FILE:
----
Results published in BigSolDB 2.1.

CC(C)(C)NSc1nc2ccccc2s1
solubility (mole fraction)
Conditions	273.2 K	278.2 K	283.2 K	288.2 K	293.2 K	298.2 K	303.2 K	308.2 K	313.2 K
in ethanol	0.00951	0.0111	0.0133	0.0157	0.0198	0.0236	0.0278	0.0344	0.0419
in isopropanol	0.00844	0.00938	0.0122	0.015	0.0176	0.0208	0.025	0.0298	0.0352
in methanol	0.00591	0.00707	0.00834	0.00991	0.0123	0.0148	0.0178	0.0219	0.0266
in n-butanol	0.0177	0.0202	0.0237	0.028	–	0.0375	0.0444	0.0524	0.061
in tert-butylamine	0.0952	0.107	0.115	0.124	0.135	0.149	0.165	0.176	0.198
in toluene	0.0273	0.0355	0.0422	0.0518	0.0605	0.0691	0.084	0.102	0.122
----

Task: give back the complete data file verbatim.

Results published in BigSolDB 2.1.

CC(C)(C)NSc1nc2ccccc2s1
solubility (mole fraction)
Conditions	273.2 K	278.2 K	283.2 K	288.2 K	293.2 K	298.2 K	303.2 K	308.2 K	313.2 K
in ethanol	0.00951	0.0111	0.0133	0.0157	0.0198	0.0236	0.0278	0.0344	0.0419
in isopropanol	0.00844	0.00938	0.0122	0.015	0.0176	0.0208	0.025	0.0298	0.0352
in methanol	0.00591	0.00707	0.00834	0.00991	0.0123	0.0148	0.0178	0.0219	0.0266
in n-butanol	0.0177	0.0202	0.0237	0.028	–	0.0375	0.0444	0.0524	0.061
in tert-butylamine	0.0952	0.107	0.115	0.124	0.135	0.149	0.165	0.176	0.198
in toluene	0.0273	0.0355	0.0422	0.0518	0.0605	0.0691	0.084	0.102	0.122